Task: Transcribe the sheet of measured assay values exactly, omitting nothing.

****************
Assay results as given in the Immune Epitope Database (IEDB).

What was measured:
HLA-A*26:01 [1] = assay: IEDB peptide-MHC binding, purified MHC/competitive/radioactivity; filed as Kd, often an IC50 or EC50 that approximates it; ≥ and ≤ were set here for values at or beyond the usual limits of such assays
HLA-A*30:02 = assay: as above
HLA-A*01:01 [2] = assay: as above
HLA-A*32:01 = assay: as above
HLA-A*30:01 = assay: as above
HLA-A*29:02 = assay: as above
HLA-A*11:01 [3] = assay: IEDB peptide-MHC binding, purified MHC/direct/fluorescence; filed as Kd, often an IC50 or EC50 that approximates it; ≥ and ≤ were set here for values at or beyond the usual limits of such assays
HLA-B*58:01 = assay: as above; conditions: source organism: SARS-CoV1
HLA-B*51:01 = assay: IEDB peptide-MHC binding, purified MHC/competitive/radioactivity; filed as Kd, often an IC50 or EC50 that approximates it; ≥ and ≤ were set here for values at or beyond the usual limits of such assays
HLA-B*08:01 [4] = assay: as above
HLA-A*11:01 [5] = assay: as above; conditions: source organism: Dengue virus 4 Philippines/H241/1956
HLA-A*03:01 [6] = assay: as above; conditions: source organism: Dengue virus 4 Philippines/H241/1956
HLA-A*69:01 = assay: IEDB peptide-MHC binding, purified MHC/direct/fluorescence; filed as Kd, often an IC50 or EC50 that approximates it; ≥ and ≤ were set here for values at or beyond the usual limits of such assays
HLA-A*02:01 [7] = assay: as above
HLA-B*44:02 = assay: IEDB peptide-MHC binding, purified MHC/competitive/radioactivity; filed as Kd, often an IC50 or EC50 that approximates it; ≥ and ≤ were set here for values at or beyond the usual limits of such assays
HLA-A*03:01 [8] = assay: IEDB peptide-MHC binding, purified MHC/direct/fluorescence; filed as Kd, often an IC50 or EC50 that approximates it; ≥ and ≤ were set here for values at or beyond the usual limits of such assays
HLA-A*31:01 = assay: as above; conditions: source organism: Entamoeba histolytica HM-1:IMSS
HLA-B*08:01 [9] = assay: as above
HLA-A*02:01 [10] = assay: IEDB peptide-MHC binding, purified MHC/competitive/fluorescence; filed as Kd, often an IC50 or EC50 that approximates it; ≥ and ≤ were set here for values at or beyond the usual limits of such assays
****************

Assay results as given in the Immune Epitope Database (IEDB).

What was measured:
HLA-A*26:01 [1] = assay: IEDB peptide-MHC binding, purified MHC/competitive/radioactivity; filed as Kd, often an IC50 or EC50 that approximates it; ≥ and ≤ were set here for values at or beyond the usual limits of such assays
HLA-A*30:02 = assay: as above
HLA-A*01:01 [2] = assay: as above
HLA-A*32:01 = assay: as above
HLA-A*30:01 = assay: as above
HLA-A*29:02 = assay: as above
HLA-A*11:01 [3] = assay: IEDB peptide-MHC binding, purified MHC/direct/fluorescence; filed as Kd, often an IC50 or EC50 that approximates it; ≥ and ≤ were set here for values at or beyond the usual limits of such assays
HLA-B*58:01 = assay: as above; conditions: source organism: SARS-CoV1
HLA-B*51:01 = assay: IEDB peptide-MHC binding, purified MHC/competitive/radioactivity; filed as Kd, often an IC50 or EC50 that approximates it; ≥ and ≤ were set here for values at or beyond the usual limits of such assays
HLA-B*08:01 [4] = assay: as above
HLA-A*11:01 [5] = assay: as above; conditions: source organism: Dengue virus 4 Philippines/H241/1956
HLA-A*03:01 [6] = assay: as above; conditions: source organism: Dengue virus 4 Philippines/H241/1956
HLA-A*69:01 = assay: IEDB peptide-MHC binding, purified MHC/direct/fluorescence; filed as Kd, often an IC50 or EC50 that approximates it; ≥ and ≤ were set here for values at or beyond the usual limits of such assays
HLA-A*02:01 [7] = assay: as above
HLA-B*44:02 = assay: IEDB peptide-MHC binding, purified MHC/competitive/radioactivity; filed as Kd, often an IC50 or EC50 that approximates it; ≥ and ≤ were set here for values at or beyond the usual limits of such assays
HLA-A*03:01 [8] = assay: IEDB peptide-MHC binding, purified MHC/direct/fluorescence; filed as Kd, often an IC50 or EC50 that approximates it; ≥ and ≤ were set here for values at or beyond the usual limits of such assays
HLA-A*31:01 = assay: as above; conditions: source organism: Entamoeba histolytica HM-1:IMSS
HLA-B*08:01 [9] = assay: as above
HLA-A*02:01 [10] = assay: IEDB peptide-MHC binding, purified MHC/competitive/fluorescence; filed as Kd, often an IC50 or EC50 that approximates it; ≥ and ≤ were set here for values at or beyond the usual limits of such assays